The SFW Survey: Which Song Do You Most Closely Associate With The First Time You Fell In Love?

Here's our new thing: we're asking everyone in the world to answer song-related questions for us so that we can share your responses on Strawberry Fields Whatever and then all get to know each other so much better. Our next question is "Which song never fails to make you cry?" If you'd like to answer, please email your response here (letitbebeautiful at yahoo dot com), sometime before September 1st. Unfortunately, we will not be able to publish every submission we receive. (Our most sincere apologies go out to everyone who submitted to this week's round under the impression that all responses would be featured on SFW. We were overwhelmed with submissions and have decided to cap off all SFW Survey entries at 25 writers in the name of not crashing our blog. We loved reading all the words you wrote us and hope you will submit again.)


The November I was nineteen a boy mailed me a mix CD which came in a case he'd made out of corrugated cardboard. I'd never kissed him, and I'd only met him once, but I anticipated loving him and I was right about that. I would love him.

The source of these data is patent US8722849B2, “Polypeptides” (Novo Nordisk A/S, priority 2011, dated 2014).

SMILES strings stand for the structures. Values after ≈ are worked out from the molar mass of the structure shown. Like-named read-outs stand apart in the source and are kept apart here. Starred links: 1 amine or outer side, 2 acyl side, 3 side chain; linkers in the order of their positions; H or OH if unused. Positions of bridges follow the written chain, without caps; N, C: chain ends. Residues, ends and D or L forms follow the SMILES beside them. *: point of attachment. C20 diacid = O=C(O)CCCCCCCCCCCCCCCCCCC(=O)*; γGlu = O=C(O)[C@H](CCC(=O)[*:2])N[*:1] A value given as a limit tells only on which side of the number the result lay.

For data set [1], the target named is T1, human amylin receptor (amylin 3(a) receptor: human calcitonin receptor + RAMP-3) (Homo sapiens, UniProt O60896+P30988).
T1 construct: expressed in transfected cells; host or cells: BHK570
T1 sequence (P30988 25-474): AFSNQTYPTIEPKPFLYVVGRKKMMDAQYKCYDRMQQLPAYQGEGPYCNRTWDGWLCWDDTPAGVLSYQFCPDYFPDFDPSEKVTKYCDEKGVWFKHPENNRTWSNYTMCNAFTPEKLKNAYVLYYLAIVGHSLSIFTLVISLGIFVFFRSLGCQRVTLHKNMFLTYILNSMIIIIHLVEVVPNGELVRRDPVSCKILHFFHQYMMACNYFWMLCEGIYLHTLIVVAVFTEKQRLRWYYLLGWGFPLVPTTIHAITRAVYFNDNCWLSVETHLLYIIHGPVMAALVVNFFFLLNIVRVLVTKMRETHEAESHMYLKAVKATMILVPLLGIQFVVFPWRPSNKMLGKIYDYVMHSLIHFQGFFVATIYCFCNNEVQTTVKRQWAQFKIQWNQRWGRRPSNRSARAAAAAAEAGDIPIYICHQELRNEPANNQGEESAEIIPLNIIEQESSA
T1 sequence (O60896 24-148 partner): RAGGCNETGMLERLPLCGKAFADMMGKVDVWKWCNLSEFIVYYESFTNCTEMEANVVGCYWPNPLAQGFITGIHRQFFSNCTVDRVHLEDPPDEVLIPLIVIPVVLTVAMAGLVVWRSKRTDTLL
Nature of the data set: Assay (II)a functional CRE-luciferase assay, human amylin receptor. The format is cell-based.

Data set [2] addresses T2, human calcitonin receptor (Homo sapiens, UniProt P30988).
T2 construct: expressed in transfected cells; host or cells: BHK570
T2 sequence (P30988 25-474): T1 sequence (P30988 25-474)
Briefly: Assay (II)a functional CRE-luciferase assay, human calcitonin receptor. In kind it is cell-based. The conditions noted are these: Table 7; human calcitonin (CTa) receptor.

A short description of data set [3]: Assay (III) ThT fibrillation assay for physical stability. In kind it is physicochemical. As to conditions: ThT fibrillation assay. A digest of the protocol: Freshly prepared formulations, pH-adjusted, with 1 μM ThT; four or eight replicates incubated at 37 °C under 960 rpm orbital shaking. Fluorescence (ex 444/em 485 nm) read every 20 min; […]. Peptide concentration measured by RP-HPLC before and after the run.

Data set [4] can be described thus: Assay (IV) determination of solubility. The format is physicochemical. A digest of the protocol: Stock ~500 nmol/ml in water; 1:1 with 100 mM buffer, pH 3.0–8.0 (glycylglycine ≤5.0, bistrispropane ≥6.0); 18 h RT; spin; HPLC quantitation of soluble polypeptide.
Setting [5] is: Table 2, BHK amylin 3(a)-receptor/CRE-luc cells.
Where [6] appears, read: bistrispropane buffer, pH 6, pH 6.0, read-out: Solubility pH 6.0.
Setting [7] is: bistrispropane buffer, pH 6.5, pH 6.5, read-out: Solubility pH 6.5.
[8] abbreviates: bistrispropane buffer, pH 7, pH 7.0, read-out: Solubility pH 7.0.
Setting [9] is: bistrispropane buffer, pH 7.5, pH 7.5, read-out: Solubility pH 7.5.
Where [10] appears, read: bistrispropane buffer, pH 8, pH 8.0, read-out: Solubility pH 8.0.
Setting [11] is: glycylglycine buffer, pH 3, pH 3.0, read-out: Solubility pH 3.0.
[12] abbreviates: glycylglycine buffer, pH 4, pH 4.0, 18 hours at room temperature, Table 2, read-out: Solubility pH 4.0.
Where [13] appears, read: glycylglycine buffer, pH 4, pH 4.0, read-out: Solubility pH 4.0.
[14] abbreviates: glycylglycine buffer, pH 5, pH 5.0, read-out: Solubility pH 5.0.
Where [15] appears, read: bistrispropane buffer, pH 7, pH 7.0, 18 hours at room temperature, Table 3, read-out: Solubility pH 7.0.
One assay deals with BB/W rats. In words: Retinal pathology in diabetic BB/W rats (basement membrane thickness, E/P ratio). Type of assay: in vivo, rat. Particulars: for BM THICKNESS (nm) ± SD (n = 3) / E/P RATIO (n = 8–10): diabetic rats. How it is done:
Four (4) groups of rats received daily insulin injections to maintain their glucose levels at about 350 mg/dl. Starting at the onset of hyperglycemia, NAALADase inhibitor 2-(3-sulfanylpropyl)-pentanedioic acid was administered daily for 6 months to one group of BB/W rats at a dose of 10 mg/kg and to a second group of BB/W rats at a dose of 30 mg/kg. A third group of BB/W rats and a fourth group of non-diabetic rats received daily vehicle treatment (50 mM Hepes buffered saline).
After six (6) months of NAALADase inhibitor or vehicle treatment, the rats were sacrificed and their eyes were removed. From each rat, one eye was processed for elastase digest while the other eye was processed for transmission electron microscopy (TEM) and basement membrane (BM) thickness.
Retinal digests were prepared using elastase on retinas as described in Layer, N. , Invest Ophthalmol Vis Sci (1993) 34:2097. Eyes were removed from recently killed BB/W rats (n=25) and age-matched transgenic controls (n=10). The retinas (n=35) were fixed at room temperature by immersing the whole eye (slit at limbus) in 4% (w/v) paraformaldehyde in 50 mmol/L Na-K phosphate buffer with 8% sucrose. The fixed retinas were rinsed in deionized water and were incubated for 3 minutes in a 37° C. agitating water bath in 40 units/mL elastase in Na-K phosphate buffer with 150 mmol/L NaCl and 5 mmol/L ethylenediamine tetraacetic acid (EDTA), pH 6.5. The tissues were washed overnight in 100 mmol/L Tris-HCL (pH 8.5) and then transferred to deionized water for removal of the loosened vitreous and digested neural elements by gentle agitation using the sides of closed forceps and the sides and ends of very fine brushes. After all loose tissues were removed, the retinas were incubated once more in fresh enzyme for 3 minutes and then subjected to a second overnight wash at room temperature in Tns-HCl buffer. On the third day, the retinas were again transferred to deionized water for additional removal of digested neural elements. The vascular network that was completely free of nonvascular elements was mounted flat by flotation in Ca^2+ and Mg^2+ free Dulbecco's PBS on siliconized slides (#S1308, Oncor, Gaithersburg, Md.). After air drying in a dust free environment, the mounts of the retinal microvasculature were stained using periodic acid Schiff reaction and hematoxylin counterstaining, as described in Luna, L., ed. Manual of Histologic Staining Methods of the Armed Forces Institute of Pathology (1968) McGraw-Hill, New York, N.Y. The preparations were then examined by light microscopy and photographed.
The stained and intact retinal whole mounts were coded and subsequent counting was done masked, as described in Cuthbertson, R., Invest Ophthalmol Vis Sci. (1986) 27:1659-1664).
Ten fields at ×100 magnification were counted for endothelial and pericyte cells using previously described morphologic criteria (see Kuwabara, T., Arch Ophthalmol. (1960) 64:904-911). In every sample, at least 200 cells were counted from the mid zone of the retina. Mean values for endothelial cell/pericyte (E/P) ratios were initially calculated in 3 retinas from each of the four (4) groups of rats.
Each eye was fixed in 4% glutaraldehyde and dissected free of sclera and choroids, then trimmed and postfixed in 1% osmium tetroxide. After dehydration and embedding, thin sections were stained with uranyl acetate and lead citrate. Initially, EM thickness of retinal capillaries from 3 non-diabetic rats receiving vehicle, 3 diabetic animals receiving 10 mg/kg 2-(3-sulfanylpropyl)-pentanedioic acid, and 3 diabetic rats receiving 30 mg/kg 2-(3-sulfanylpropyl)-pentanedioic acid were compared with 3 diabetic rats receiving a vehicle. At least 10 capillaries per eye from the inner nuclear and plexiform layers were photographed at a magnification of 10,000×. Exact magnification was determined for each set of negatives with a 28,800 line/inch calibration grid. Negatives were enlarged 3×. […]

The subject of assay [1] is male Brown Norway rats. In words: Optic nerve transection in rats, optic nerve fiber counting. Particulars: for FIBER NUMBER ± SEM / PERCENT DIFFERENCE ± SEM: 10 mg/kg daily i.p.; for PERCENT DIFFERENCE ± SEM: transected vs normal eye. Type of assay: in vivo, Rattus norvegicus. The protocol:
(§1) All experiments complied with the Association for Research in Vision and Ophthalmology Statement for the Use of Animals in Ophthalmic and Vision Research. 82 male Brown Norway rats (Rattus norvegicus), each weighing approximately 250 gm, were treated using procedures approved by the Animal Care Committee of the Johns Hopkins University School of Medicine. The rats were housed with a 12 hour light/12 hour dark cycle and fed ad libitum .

I had a different boyfriend when I first met him, a Hungarian skateboarder with slammin' inguinal ligaments; I hated him. He called me seventeen times in a row while I was stoned and playing Monopoly with my roommates. I finally picked up, broke up with him, he threatened to kill himself, I didn't believe him, hung up, nobody died, he's definitely still alive, and I went back to playing Monopoly. Once we bought a cake shaped like a football and when he grinned up at me his teeth were blue from the icing and that was when I knew I hated him. Learn to eat your cake like a proper fucking grown-up. 

I broke up with Blue Teeth for Corrugated Cardboard. Blue Teeth had painted me a painting and I threw it out my window. It snowed all winter and when I found the canvas in the springtime all the paint had washed off. Corrugated Cardboard took me out to see The Life Aquatic on Boxing Day and our knees touched, it was a magnificent two-and-a-half hours of knee-touch. I remember nothing of that movie; I was paying too much attention to his knee. We kissed for the first time three weeks later on his patio with a red felt blanket draped round our shoulders like a cape. We stayed together for three and a half years. That same red blanket was lying on the couch the night we broke up.

I lived in New York and he lived a nine hour drive or a twelve hour bus ride or a two hour flight away from me. When you're nineteen you are stupid and believe that loving a boy who lives kind of faraway is the most tragically unfair circumstance that any human being has ever encountered ever. It's grey out and you're wearing a white sweater and you'll allow yourself to believe that this is the worst it will ever get, and you'll be wrong about that. The only time I ever fell in love and I spent the whole thing sobbing.